It's like the guy's never heard of the high road -- or at least backchannels, where so much of Hollywood's revenge is exacted, especially by those with such eminent positions as co-producer of the freaking Academy Awards. Then came today's Howard Stern show, that font of class and taste where Ratner apparently carried on about... ugh:
Fine -- it's Howard Stern, and Tower Heist is reeling. Love him or hate him, Ratner is an expert, tireless self-promoter in ways from which many up-and-coming filmmakers could learn. [UPDATE 11/7 6:38 p.m. ET: Except that, as a reader points out, Ratner copped today to lying about his Munn story as well -- which he also apologized for. What in the world is going on here?]
Of course, most up-and-coming filmmakers aren't co-producing the Academy Awards, and most of them haven't just made a modestly received blockbuster hopeful with the guy hosting the Oscars -- a guy who himself stirred discomfort at AMPAS HQ a few weeks back by publicly anticipating being the worst Oscarcast host ever.
The difference between Ratner and Eddie Murphy, of course, is that Murphy's a comedian. To the extent he cares about hosting the Oscars at all (which is an open question at this point), he can claim his comments are tongue in cheek. Meanwhile, Ratner's spirited enthusiasm for his projects -- from his early shorts and videos to his publishing efforts to the Oscars and beyond -- doesn't square up with his utter boorishness and lack of sophistication in the public realm. Insensitive as his "fags" comment was, it follows a disturbing recent pattern and demonstrates a bracing disregard for the Academy and co-producer Don Mischer. After all, this is the same institution that came under fire last year for a censored kiss between presenters Josh Brolin and Javier Bardem -- and that was with openly gay Oscar-winner Bruce Cohen co-producing with Mischer. Now AMPAS has the guy who's pledging to make the Oscars cool with the kids following up his four-quadrant stinker with homophobic jock humor.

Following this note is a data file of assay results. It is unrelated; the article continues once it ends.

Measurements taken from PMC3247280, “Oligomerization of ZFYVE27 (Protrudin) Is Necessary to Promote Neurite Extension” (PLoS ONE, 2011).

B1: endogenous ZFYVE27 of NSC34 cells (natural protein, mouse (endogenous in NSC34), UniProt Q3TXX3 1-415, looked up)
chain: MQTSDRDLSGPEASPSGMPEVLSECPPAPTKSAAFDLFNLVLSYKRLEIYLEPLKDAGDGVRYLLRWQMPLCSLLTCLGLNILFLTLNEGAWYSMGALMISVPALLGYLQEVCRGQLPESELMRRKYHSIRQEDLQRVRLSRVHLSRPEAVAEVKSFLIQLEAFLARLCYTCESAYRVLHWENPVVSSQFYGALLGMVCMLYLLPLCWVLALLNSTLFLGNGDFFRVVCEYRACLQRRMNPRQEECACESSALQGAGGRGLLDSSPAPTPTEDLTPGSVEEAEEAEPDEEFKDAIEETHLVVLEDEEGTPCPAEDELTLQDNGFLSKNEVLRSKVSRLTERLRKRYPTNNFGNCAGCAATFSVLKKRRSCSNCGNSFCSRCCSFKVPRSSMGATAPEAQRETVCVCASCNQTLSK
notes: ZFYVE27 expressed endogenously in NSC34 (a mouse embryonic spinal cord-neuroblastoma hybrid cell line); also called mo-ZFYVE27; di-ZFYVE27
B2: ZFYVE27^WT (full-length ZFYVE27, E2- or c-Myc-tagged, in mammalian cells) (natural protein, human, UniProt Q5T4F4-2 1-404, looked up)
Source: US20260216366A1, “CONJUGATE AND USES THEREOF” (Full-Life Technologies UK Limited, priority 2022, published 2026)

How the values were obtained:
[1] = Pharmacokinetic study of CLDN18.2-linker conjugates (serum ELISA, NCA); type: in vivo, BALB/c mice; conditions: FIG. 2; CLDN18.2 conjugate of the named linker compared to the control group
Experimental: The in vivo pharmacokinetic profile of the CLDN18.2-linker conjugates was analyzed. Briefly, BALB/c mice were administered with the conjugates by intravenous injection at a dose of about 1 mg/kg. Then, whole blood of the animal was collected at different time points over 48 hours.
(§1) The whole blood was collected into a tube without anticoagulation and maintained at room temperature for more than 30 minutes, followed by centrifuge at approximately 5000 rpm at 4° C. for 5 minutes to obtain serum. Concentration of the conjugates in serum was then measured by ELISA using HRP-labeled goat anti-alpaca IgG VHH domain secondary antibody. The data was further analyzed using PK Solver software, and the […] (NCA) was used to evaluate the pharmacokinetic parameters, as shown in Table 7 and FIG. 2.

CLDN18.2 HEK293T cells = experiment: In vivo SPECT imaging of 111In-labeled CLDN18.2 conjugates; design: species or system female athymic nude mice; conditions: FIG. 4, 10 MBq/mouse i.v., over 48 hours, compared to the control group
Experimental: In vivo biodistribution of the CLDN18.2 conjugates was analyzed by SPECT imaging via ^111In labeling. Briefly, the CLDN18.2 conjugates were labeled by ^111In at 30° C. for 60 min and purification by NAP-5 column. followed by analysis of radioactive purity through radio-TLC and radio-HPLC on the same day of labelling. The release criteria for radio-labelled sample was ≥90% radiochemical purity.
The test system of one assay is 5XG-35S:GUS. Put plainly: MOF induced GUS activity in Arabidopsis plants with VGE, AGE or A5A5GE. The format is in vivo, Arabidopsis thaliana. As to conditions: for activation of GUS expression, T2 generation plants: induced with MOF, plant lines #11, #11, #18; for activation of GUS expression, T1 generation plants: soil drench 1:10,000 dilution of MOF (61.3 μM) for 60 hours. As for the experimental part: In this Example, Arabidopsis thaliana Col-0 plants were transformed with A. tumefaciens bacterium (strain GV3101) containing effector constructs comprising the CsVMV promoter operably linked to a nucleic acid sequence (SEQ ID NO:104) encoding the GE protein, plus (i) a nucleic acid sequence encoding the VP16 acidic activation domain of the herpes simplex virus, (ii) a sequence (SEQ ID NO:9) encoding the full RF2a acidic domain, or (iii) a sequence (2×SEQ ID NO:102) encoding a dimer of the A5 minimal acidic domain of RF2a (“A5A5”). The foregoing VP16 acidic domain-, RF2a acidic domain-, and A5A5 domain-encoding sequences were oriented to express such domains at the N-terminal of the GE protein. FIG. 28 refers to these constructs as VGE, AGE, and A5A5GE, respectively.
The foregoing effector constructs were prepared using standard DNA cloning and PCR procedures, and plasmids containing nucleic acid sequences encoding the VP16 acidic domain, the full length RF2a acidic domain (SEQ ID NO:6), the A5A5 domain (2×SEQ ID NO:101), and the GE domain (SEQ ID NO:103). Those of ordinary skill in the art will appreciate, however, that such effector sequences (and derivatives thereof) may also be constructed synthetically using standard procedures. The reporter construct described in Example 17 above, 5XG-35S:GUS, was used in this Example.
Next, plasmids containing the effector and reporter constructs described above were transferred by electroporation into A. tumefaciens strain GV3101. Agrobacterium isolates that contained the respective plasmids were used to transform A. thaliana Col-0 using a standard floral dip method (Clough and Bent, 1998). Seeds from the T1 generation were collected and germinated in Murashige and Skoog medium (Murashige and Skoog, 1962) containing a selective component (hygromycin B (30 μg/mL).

Is an apology really enough? Will the Academy's Board of Governors stand for this? Will prospective awards presenters -- gays and straights alike -- look past the artless, guileless man behind the curtain? Moreover, does Brett Ratner have enough of a grip on reality to get through the next three and a half months of Oscar posturing and politics in a media sphere that's dying to see him flame out? Even former Oscar co-host Alec Baldwin, himself turning increasingly to the tastemaking side of the business, couldn't refrain recently from mocking Ratner in public -- to Tower Heist co-star Matthew Broderick, no less, whose defense was little match for Baldwin's thinly veiled contempt.
There's still time for the Academy to make a change; AMPAS representatives did not respond to Movieline's request for comment on if or how that change might take place -- or who might make it first, Ratner or Academy president Tom Sherak. But ultimately there are no shortcuts to that high road, and you can only hitch a ride so long.